3. Take advantage of talking 1:1 vendors at curriculum fairs or either on the phone. They spend thousands of hours tweaking their curriculum to meet our needs and most vendors want you to understand how best to use their curriculum.
Too, companies like Rainbow Resource, which has been around for a long time have staff that is well educated in the differences between curriculum. Use these free resources by asking them questions when you can’t find the answer in your own research.
Just the catalog alone from Rainbow Resource is an education in the differences between curriculum with their mini-reviews or write ups about various curriculum.
4. Children are pretty hardy. Homeschooling in fear is not a good place to be at. So don’t fall prey to the idea that we will have huge gaps in learning.
The truth of it is, everybody has gaps in their learning unless we all learned at the same school at the same time with the same teacher and we still would come away with differences in our education. Our educational background and differences are what makes each of us unique. Embrace it.
If you use a curriculum and feel you are somewhat behind in what your goals are, just remember children have a great reserve to pick up at a new point in learning and move forward.
I have done this more than I can remember. I made a bad choice with Mr. Senior 2013 in math beginning his middle school years and he got behind. By high school, he was well ahead. Why? Because having made a better choice with math, he was highly motivated to move ahead because he loved math.
The same thing happened with Mr. Awesome with a spelling program in his elementary years. One spelling program was not clicking with him, but after I changed he went up two grade levels because he now had a much better fit with the way he learned.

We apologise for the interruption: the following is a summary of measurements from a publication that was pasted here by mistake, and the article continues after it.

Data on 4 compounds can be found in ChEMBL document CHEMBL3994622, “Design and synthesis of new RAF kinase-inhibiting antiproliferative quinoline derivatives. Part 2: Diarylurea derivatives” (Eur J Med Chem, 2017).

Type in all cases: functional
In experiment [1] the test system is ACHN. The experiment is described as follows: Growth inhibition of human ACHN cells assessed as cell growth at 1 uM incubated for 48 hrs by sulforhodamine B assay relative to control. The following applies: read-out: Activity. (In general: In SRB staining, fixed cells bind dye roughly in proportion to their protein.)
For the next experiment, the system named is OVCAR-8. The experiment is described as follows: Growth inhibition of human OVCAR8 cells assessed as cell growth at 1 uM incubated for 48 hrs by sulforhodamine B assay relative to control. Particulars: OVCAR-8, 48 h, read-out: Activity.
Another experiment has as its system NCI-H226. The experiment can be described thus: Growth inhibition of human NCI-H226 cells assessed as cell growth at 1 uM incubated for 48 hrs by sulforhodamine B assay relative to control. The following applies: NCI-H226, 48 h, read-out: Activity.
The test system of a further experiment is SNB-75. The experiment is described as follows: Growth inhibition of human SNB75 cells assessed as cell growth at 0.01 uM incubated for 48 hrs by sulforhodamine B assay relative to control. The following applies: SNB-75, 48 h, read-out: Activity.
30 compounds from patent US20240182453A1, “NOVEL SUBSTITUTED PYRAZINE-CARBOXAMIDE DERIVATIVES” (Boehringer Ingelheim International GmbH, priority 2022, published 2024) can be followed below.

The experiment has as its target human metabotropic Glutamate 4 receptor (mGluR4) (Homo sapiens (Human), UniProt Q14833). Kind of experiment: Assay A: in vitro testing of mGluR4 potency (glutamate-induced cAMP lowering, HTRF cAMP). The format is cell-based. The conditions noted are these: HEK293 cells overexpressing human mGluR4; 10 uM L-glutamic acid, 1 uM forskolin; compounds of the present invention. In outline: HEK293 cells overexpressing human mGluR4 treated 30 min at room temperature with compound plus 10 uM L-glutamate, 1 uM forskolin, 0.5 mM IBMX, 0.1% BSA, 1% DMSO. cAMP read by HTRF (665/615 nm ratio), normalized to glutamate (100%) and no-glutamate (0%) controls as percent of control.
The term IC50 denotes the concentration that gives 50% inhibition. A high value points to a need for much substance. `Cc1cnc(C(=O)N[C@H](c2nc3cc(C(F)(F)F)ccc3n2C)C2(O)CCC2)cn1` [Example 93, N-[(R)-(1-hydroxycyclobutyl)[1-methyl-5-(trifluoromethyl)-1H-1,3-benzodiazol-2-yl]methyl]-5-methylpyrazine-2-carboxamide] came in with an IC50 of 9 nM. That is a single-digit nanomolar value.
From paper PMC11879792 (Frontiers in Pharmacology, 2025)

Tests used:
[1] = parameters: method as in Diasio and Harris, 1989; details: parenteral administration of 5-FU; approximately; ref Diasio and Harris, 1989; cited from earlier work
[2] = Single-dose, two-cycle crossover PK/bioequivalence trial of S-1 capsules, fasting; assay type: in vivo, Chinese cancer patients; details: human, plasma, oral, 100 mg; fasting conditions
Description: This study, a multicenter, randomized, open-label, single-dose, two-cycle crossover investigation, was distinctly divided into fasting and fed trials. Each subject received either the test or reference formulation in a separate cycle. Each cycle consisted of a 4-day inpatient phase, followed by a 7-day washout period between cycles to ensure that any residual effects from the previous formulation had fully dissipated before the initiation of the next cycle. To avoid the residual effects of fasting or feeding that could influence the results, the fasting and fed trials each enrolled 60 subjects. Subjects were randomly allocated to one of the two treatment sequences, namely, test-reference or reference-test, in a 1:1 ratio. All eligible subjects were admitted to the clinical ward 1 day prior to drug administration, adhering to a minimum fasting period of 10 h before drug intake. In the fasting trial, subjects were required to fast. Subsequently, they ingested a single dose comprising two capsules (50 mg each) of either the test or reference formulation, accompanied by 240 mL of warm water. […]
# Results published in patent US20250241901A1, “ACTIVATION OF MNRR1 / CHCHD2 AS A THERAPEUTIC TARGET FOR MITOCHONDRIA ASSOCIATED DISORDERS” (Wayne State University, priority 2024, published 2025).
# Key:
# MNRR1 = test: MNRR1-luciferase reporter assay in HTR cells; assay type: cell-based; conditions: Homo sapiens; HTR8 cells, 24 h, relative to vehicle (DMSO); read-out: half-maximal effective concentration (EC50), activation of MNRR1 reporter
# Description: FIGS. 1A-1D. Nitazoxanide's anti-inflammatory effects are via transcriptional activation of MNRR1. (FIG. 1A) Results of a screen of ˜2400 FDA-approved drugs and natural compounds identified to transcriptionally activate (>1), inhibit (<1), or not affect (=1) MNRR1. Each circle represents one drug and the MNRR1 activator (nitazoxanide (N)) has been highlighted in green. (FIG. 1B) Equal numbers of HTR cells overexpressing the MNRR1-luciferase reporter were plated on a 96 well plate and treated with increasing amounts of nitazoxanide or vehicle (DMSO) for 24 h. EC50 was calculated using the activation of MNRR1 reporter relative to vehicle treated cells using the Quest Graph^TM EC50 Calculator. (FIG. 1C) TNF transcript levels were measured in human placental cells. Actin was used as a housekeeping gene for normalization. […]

Not seeing tears, but a return of their love of learning was well worth any money I had spent previously. Just remember, your time is well spent investigating another curriculum if the one you are using is not making sense to your child.
(One mom in our group ready to share her homeschool curriculum with the group.)
5. Look to your local homeschool support. Many times in our local support group, we would plan a park day for the kids, but it would be a curriculum swap or show and tell for us as the moms. Don’t you wish you could just rent curriculum for a week or two to see if it will work for your family?
As long as you respect copyright laws of publishers, you can take the curriculum home and give it a test drive. Many of my favorite programs I first put my hands on at a park day with my group. Looking it over for a week or two gave me a much better picture if it would work for my family or not.
Curriculum is our blue print to see how we want to build the education of our children, but it is not the final building. There are always changes and adjustments to any construction job. Sometimes the adjustments are huge, sometimes they are trivial.
Most important though is that when you are enthusiastic about learning and teaching any subject, that is contagious and rubs off on your children.
It is your attitude toward learning that matters more than any curriculum you choose. Your children will adopt the attitudes and examples you set.
Share your enthusiasm and passion for learning and your children will remember their unique educational heritage and not the wrong curriculum you chose.
Check out the other stuff I have to say about choosing curriculum:
Hugs and love ya,
Don’t forget to follow BOTH of my Pinterest accounts for more AWESOME pins.